[Lessons From A Student Mama] You Won’t Be In School Forever

textbook studying

Eleven years ago, I was approaching my junior in college and had just delivered a beautiful baby boy.

I was a new mom, a young mom at that. While trying to navigate this new world of parenthood, I was trying to figure out how I was going to get through school with a little one attached to my hip. I was really at a crossroad in my life because I was so passionate about my education but still hadn’t figured out how I was going to make it happen now that I was a mom.

My days were essentially filled with caring for my new baby and trying to figure out how I was going to get some sleep. Adding school on top of all that seemed crazy! My family had such high expectations for me because I graduated high school at 16 and I dived head first into my collegiate studies. I was a high strung smart kid who was studying biochemistry and naturally, I put a lot of pressure on myself to succeed — at everything. And now I was a mom, and I wanted nothing more than to succeed at that too. I was under so much self-inflicted pressure that I could have imploded at any moment and honestly, at that point I just didn’t know how I was going to get everything done. It was intimidating and scary.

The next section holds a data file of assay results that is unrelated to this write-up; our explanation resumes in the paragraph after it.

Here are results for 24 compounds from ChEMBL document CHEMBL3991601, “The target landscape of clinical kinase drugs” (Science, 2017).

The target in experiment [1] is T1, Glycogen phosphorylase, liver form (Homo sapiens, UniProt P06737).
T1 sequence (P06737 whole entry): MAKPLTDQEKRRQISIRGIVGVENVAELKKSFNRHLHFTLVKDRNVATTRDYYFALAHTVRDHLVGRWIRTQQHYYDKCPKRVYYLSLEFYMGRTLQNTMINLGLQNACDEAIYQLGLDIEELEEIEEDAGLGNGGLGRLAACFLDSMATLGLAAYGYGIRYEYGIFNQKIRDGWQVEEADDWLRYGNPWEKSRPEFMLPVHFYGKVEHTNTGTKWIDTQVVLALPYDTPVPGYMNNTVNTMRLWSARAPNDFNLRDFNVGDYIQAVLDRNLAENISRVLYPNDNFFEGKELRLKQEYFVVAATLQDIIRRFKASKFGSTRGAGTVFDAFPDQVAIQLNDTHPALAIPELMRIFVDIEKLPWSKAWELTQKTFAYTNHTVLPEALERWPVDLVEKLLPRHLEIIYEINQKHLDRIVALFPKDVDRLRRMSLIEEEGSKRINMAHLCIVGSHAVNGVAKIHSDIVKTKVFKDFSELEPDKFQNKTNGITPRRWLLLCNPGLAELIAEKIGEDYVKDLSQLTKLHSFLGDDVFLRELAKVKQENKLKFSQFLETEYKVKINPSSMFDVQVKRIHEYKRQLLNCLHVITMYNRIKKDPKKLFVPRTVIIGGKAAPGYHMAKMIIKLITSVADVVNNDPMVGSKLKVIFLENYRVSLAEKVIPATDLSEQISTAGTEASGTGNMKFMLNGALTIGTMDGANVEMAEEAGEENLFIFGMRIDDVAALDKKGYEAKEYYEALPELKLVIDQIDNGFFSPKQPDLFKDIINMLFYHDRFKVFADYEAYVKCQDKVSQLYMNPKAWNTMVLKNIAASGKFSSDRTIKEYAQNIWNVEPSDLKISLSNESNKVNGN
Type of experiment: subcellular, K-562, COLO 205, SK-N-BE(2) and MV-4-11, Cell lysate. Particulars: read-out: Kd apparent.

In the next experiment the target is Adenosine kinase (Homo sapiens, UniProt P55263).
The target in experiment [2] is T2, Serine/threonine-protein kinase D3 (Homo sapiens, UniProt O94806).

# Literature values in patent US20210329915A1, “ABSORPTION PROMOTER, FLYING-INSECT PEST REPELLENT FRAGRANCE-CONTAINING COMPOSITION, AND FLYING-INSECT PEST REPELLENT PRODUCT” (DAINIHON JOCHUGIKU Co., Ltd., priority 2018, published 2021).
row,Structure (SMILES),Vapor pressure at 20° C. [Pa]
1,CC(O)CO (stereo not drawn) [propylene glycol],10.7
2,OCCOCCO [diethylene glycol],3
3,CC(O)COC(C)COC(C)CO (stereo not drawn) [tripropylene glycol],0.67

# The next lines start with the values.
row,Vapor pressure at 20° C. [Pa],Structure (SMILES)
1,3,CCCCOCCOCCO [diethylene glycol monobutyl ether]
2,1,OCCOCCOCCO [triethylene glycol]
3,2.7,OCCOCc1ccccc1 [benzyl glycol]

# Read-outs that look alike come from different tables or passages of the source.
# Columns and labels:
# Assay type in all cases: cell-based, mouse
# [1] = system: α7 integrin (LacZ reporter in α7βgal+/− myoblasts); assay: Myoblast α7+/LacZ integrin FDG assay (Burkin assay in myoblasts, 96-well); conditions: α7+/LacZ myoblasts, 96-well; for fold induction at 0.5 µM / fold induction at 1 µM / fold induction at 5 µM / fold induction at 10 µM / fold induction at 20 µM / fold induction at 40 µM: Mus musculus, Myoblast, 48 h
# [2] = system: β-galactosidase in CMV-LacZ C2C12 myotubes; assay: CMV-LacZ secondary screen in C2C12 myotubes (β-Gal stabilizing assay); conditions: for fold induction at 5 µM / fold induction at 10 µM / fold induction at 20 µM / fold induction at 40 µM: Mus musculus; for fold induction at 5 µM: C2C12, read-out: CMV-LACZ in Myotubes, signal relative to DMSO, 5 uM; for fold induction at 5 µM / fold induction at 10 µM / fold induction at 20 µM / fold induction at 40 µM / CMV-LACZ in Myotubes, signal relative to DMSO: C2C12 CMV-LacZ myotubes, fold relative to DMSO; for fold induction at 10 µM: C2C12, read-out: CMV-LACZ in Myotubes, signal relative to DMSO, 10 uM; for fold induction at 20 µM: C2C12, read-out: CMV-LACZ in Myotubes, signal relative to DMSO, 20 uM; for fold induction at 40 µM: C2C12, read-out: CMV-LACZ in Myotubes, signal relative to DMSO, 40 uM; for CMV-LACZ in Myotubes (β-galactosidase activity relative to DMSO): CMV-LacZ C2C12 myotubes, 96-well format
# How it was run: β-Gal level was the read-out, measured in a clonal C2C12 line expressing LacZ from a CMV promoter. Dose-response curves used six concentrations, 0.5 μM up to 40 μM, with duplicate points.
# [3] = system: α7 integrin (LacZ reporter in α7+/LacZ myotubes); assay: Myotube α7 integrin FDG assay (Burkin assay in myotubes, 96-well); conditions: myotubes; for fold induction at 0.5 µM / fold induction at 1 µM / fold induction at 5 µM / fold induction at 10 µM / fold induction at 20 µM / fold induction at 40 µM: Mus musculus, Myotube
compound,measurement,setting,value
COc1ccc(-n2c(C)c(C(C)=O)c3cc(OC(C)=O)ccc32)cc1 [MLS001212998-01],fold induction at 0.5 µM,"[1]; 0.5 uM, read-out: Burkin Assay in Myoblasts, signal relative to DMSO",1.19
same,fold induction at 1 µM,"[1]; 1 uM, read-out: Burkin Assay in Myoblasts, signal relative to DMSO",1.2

So, I did what came natural to me. I was on the grind to made it happen because for me, there was no other alternative. At one point I had three jobs (yes, three) to support myself and my son and was going to school full time. Yet I put a lot of pressure on myself to get everything just right. There was no room for error. And even at 18, this made me an uptight parent. I didn’t take my frustrations out on my child but it made me uptight in the way that I didn’t know how to go with the flow.

Everything needed to fall into my perfectly orchestrated plan and when it didn’t, I was out of sorts. Like roll around on the floor, fall-off-the-couch-onto-the-carpet-and-just-lay-there, disheveled. So there really wasn’t too much room for me to take the time to really just be. I was always doing this, doing that, studying this, preparing for this performance, driving to one job or another and being someone’s mom. And even when I graduated from college when my son was 4 years old, I didn’t feel a sense of accomplishment. Well, I was proud of myself but I was focused on what’s the next step in the plan.

If I could do the four years that I spent in college all over again, I’d take more time to relax and spent just a little more time being in the moment, whatever that moment might have been. I was so engulfed in what the next moment was that I now see that I missed out on fully experiencing the moments that I was given. I vaguely remember potty training him or his first day of preschool or what his favorite food was because I was so busy making the next move that would propel me to the finish line.